The Budgetary Outlook and the Government’s Plan

The government has published a stability program update with new projections for the economy and for the budgetary situation.  Projections are provided for the general government balance under current policies as well as under a multi-year adjustment plan.

The government now project declines in GDP of 4% in 2009 and 0.9% in 2010 and unemployment is projected to average 9.2% in 2009 and 10.5% in 2010.  Without changes in policy, the general government balance is projected to be in deficit to the tune of 11%-12% of GDP every year out to 2013.

The govenment has decided to address the fiscal situation gradually over the next five years.  The report states: “Restoring sustainability to the public finances can only realistically involve a period of adjustment of up to five years. Taking action over a shorter period of time, given the scale of the emerging position, would impose substantial economic and social costs and would not be sensible or appropriate.”

An adjustment of €2 billion is proposed for this year, still leaving a budget deficit of 9.5%.  Subsequent adjustments of €4 billion in 2010 and 2011, €3.5 billion in 2012 and €3 billion in 2013 will gradually reduce the deficit over time to 2.5% in 2013.

No details are provided as to how these adjustments will be made.  Worth noting, however, is that the adjustments total €16.5 billion.  Given that the total bill for public sector pay and pensions is currently about €20 billion, it should be clear that despite the regular media focus on public sector pay cuts, restoring fiscal balance will require many other adjustments.

7 replies on “The Budgetary Outlook and the Government’s Plan”

Karl : Agree, the focus needs to widen. But, we must remember that our discipline is Political Economy. Thus, the PS must be seen to take a hit, for political buyin from the other sector. The fact that a 10% cut would do little or nothing for the problem after tax etc is factored in is not the real issue : if economic prescriptions are to be taken seriously we need to recognise that this is as much a political and PR problem as a fiscal problem.

Thanks, Karl. Looks like a plan. What’s needed now is political commitment and courage to follow through.

Now, Karl, if this were a Monday before Greenbook, and we were kicking the forecast’s tires, and I were allowed only one comment, I’d question whether the eye-popping projection of an output gap around 9 percent until 2013 (Table 8, page 11) is consistent with a positive (albeit low) inflation rate of 2 percent (Table 2, page 5). Following on from that, if a projection of significant deflation for the next 5 years is more reasonable, then the nominal GDP figures (on which the fiscal ratios are calculated) would need to be revised.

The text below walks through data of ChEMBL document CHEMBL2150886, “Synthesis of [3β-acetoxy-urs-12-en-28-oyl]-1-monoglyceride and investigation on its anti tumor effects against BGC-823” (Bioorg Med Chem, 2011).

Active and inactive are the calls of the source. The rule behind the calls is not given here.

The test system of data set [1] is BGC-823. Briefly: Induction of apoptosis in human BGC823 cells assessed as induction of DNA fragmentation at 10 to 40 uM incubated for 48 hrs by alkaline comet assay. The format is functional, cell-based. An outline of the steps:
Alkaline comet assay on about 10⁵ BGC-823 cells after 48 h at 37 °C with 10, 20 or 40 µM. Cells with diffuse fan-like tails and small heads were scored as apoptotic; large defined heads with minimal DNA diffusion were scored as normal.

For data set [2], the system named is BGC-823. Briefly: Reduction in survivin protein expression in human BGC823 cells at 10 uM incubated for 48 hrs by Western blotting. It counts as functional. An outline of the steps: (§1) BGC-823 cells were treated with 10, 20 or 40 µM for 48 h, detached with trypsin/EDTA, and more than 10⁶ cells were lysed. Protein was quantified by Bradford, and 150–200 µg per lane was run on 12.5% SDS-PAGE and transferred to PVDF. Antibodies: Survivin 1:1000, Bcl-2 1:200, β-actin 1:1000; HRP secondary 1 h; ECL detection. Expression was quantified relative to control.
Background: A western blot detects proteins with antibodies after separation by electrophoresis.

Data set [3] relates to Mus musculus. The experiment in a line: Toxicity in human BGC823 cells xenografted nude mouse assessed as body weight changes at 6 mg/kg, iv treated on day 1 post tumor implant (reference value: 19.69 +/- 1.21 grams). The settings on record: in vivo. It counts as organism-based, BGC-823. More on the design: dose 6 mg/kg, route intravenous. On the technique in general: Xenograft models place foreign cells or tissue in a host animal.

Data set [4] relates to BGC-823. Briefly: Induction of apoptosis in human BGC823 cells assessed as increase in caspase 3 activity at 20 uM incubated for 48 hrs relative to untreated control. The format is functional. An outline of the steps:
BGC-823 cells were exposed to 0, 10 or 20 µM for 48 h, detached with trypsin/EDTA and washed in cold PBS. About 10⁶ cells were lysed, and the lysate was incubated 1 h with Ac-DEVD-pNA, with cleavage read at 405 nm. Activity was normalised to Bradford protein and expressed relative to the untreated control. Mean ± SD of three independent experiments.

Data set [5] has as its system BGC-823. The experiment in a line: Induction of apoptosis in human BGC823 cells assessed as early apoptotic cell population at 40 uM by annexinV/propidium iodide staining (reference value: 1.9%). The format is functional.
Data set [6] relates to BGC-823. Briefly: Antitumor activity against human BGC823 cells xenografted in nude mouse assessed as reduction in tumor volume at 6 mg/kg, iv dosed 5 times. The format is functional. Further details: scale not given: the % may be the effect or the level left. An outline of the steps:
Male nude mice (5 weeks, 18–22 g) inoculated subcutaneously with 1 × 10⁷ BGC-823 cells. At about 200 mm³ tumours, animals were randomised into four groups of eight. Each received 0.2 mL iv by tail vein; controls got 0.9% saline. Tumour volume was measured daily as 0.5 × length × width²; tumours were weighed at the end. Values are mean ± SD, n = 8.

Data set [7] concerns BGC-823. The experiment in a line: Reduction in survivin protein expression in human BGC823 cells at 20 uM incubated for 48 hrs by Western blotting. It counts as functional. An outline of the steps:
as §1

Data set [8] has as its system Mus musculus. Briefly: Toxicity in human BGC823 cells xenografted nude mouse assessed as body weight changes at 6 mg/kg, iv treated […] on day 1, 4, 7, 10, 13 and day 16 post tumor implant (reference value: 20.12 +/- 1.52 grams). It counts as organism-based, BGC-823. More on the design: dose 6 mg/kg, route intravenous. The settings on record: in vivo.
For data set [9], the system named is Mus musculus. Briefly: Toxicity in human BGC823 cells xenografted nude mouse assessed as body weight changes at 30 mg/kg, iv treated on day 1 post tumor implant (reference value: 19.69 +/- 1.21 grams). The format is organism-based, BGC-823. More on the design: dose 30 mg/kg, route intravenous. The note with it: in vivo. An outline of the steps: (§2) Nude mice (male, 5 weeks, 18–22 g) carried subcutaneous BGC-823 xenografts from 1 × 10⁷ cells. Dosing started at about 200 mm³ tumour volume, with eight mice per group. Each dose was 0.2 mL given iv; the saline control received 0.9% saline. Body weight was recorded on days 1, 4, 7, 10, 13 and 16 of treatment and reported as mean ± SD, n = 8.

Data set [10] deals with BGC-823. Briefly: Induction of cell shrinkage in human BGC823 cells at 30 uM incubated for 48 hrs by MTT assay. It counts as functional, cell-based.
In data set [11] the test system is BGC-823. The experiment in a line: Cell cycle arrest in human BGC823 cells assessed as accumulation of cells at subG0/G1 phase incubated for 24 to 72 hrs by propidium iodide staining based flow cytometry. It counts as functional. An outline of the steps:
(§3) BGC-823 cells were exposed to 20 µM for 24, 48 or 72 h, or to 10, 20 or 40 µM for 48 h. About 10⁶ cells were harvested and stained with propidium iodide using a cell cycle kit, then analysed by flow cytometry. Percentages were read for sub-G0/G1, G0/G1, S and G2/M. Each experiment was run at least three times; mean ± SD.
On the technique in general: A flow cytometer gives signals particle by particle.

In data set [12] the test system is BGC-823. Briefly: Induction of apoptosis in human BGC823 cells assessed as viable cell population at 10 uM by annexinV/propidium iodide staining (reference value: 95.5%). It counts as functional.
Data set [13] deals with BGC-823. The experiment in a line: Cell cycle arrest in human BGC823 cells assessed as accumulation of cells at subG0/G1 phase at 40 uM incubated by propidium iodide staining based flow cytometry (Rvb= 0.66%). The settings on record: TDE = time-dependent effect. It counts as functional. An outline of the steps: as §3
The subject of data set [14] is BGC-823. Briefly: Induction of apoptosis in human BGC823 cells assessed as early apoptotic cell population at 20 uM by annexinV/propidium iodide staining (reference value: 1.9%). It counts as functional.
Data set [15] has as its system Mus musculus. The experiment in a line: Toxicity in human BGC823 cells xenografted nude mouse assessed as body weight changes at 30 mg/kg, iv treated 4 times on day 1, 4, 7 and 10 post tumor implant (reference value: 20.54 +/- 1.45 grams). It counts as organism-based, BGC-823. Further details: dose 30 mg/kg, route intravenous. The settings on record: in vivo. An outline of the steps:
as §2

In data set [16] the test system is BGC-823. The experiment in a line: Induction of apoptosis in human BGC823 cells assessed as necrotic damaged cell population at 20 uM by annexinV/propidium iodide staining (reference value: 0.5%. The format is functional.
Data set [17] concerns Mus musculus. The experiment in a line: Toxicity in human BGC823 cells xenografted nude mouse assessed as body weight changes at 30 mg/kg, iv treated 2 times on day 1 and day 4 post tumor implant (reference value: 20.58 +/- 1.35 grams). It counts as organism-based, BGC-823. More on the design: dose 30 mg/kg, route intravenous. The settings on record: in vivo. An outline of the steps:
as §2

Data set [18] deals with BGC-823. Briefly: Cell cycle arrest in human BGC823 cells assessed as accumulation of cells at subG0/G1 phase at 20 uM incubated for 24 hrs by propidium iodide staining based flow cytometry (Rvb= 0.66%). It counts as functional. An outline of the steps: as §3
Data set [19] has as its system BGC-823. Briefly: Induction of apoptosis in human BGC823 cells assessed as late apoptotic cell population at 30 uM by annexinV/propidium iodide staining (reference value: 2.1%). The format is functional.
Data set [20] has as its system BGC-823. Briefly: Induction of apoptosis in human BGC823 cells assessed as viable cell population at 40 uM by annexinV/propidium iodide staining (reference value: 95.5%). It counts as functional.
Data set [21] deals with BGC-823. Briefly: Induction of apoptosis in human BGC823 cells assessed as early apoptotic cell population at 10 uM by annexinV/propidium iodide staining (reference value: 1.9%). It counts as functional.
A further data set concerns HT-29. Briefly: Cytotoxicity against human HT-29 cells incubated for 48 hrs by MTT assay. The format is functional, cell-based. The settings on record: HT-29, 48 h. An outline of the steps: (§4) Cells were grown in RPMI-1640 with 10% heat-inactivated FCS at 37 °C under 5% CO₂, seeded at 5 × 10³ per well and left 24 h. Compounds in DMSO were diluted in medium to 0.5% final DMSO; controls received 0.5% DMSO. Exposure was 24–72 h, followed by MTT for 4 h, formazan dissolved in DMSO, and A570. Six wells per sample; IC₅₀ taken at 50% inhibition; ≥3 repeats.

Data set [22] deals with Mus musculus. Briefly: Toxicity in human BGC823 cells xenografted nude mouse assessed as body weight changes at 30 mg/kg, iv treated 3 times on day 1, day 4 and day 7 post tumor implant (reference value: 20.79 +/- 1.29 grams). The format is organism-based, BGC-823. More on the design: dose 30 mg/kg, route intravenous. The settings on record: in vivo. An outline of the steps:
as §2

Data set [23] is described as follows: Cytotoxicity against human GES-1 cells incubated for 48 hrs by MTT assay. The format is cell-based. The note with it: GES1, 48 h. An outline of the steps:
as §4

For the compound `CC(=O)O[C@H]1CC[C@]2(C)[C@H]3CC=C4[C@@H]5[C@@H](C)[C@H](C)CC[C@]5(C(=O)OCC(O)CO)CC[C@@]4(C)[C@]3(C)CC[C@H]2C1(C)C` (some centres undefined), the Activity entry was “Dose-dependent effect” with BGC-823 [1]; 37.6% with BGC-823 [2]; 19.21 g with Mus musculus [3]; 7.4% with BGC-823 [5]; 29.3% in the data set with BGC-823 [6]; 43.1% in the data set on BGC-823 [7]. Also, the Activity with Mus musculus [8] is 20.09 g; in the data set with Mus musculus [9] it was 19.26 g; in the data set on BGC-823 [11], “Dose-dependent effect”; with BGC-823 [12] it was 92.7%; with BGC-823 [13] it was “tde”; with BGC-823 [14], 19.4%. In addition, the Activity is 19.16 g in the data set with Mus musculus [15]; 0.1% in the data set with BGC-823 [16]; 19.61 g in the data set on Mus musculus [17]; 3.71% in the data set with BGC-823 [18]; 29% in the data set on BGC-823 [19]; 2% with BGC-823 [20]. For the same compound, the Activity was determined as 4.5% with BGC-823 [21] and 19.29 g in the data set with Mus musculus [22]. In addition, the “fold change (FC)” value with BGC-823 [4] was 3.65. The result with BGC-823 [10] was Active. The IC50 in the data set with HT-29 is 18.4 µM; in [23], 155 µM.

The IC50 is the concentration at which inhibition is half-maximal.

Yes, Karl, this is a very helpful comment. I haven’t gotten to the newsagent yet but will be interested to see how many of today’s Sunday papers will have been capable of grasping this basic and crucial arithmetic point.

Thanks Karl,

Looking at the Update over the weekend and the dynamics of the public finances contained within it does seem optimistic on the nominal price deflation. In 2009 the assumption of unchanged interest rates (understandable as a forecasting assumption for State forecaster) is probably some explanation for it.

Just before Christmas 21/12 we at IBEC produced our Quarterly Review ( and forecast that the nominal value of economic output would be 11% lower in 2010 than it was in 2007.

The Domar Debt Sustainability arithmetic would mean more severe nominal deficit ratios as Alan implies in that context. Our numbers require a combination of €5n expenditure cuts and taxation revenue increases of €4bn over a four year period to reduce GGD below 3% in 2012. To Karl’s point it is wider than the paybill but we believe a €3.5bn immediate cut would be required. Cannot all be on current either.

This does raise the fundamental question of whether this is a severe cyclical downturn around a trend growth of 1.5 to 3% (as Update uses for potential GDP) for the Irish economy or have we a structural break to a lower growth path.

In my opinion, lower long run growth, for two reasons. First, capital-inflow-fuelled bubble growth is now over. Second, even aside that, once you have converged on the technological frontier, you can no longer benefit from catch-up growth, and regular frontier growth is slow by recent Irish standards. Cormac and I made the latter point back in 2000, but we didn’t foresee the bubble.

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